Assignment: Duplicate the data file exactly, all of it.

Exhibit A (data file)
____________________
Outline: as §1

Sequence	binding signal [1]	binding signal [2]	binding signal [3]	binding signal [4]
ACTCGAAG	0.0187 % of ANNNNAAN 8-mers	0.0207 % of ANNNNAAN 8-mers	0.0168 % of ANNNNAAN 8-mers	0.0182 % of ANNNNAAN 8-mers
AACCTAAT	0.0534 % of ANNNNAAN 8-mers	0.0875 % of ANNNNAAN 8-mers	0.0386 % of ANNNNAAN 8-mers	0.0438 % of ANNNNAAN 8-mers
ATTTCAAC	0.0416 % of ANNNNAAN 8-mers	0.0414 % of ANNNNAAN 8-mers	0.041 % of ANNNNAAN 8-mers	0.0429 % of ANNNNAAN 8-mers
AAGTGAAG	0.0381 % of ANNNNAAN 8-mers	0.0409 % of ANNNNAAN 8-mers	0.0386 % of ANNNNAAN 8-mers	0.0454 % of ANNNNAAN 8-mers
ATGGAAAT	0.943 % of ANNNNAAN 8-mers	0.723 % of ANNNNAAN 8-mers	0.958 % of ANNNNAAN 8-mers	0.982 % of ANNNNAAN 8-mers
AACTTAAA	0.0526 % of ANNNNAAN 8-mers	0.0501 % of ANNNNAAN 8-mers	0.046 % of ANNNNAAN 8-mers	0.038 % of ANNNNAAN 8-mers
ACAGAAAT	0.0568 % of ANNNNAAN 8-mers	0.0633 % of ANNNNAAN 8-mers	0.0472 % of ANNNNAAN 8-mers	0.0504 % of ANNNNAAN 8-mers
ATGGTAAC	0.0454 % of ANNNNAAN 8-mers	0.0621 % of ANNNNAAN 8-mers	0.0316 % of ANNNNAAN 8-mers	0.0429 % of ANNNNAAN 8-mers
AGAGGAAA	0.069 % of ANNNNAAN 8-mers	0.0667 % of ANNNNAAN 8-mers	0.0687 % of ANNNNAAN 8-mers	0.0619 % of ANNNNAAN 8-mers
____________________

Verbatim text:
Outline: as §1

Sequence	binding signal [1]	binding signal [2]	binding signal [3]	binding signal [4]
ACTCGAAG	0.0187 % of ANNNNAAN 8-mers	0.0207 % of ANNNNAAN 8-mers	0.0168 % of ANNNNAAN 8-mers	0.0182 % of ANNNNAAN 8-mers
AACCTAAT	0.0534 % of ANNNNAAN 8-mers	0.0875 % of ANNNNAAN 8-mers	0.0386 % of ANNNNAAN 8-mers	0.0438 % of ANNNNAAN 8-mers
ATTTCAAC	0.0416 % of ANNNNAAN 8-mers	0.0414 % of ANNNNAAN 8-mers	0.041 % of ANNNNAAN 8-mers	0.0429 % of ANNNNAAN 8-mers
AAGTGAAG	0.0381 % of ANNNNAAN 8-mers	0.0409 % of ANNNNAAN 8-mers	0.0386 % of ANNNNAAN 8-mers	0.0454 % of ANNNNAAN 8-mers
ATGGAAAT	0.943 % of ANNNNAAN 8-mers	0.723 % of ANNNNAAN 8-mers	0.958 % of ANNNNAAN 8-mers	0.982 % of ANNNNAAN 8-mers
AACTTAAA	0.0526 % of ANNNNAAN 8-mers	0.0501 % of ANNNNAAN 8-mers	0.046 % of ANNNNAAN 8-mers	0.038 % of ANNNNAAN 8-mers
ACAGAAAT	0.0568 % of ANNNNAAN 8-mers	0.0633 % of ANNNNAAN 8-mers	0.0472 % of ANNNNAAN 8-mers	0.0504 % of ANNNNAAN 8-mers
ATGGTAAC	0.0454 % of ANNNNAAN 8-mers	0.0621 % of ANNNNAAN 8-mers	0.0316 % of ANNNNAAN 8-mers	0.0429 % of ANNNNAAN 8-mers
AGAGGAAA	0.069 % of ANNNNAAN 8-mers	0.0667 % of ANNNNAAN 8-mers	0.0687 % of ANNNNAAN 8-mers	0.0619 % of ANNNNAAN 8-mers